“Repent” is a religious word I’ve heard most of my life, and to this day, it still makes the hair on the back of my neck stand with fright. As a child, I heard the call to repent burst from the lips of many a revival preacher.
With the evangelist’s bulging carotids, burning eyes, and angry finger pointing, I could feel the fires of hell licking at my heels. I repented every chance I got (whether I needed it or not). But for most, this kind of intensity is reserved for the sandwich-board-prophets of our time with the declaration that “The End Is Near.”
Still, we should not be robbed of a good word. But what does it mean? It means we must change our minds or turn around. It’s shorthand for starting over, to completely forsake one way of life and take up another. Repentance means our suspicion is replaced by compassion; vengeance is replaced by forgiveness; those we despised because of their race or color or gender are now accepted; and where there was greed, now is found generosity.
A couple of years ago a friend of mine went out and bought this huge, grotesque recreational vehicle that was a rolling luxury home. Satellite television; queen-sized bed; stainless steel appliances; Berber carpet; surround sound. This vehicle was a technological masterpiece, and I was scandalized.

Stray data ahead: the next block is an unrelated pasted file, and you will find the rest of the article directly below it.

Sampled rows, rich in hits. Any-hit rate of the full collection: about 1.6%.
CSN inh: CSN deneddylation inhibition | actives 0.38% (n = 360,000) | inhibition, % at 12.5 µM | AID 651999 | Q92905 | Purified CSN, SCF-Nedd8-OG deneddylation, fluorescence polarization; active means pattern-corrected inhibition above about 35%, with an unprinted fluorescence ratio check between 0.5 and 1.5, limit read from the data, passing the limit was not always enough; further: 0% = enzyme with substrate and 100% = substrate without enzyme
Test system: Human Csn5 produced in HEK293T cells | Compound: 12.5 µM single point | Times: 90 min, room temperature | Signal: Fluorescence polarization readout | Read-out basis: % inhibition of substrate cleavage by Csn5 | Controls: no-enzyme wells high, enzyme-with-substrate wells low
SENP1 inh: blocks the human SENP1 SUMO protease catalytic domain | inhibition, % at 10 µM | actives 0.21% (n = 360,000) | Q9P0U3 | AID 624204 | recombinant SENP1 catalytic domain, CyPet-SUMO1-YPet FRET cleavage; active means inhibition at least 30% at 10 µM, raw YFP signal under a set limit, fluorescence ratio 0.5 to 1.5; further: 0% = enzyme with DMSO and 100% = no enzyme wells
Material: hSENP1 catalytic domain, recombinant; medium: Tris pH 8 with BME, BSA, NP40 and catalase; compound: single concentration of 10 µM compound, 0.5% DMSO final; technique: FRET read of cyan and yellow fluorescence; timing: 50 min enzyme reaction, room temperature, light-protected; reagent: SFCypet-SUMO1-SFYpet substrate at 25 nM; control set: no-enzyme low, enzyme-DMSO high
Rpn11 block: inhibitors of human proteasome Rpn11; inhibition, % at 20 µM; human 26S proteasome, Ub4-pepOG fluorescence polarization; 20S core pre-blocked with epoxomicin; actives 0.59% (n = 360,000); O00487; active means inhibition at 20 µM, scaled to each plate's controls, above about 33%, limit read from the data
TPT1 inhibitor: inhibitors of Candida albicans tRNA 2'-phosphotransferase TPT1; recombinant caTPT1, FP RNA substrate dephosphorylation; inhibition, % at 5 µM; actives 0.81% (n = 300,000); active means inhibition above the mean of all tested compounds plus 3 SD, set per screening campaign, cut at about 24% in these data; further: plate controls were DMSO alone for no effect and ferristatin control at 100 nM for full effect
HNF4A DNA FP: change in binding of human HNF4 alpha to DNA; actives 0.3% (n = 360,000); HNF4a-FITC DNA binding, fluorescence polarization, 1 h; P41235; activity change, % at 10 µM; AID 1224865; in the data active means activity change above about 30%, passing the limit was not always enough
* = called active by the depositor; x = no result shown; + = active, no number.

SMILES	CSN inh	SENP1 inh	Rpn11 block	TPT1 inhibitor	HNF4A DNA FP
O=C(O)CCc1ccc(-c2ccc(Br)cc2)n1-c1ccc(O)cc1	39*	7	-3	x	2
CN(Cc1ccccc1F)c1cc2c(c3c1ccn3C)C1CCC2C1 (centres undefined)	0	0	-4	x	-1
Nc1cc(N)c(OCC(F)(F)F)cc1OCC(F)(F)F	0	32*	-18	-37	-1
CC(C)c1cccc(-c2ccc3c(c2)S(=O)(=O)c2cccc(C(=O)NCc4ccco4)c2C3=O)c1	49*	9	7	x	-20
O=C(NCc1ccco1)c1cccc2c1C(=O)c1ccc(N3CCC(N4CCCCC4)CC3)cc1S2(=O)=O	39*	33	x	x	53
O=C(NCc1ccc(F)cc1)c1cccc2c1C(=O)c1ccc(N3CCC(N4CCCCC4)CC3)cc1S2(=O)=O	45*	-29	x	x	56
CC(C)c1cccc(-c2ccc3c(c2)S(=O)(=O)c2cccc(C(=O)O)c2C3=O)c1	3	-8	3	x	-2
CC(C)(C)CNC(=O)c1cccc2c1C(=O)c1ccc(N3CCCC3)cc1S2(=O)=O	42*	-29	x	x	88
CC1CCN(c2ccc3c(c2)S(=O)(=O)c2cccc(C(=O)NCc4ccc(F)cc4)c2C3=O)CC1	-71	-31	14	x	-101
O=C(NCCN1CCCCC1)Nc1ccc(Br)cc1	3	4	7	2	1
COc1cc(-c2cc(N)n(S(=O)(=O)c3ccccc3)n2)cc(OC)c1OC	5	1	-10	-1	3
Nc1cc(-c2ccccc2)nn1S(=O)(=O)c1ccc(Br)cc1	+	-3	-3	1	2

If you’re going to go camping, go camping. Strap on a backpack. Hike a few hills and feel the burn in your thighs and in your lungs. Eat out of a can. Sit around a campfire. Sleep in a tent with a stream lulling you to sleep. Swat bugs. That’s camping. So I said to my friend, “Russ, you can go to the woods and never leave home!” He answered, “That’s the idea.”
We live our lives the same way. Yes, we need to change some things—our attitudes, our priorities, our biases. Instead, we often just rearrange the furniture, change our surroundings a bit, or adjust the landscape. We succeed in taking our dysfunction down the road with us, never experiencing anything that resembles transformation.
Repentance is not about saying a prayer or complying with the wishes of some wild-eyed preacher. It is about conversion. It is about a fundamental change in who you are, not just a change of scenery. Ultimately, it is about becoming who you were always made to be.
Ronnie McBrayer is a syndicated columnist, blogger, pastor, and author of multiple books. Visit his website at www.ronniemcbrayer.net and listen to his talks by clicking on his YouTube channel.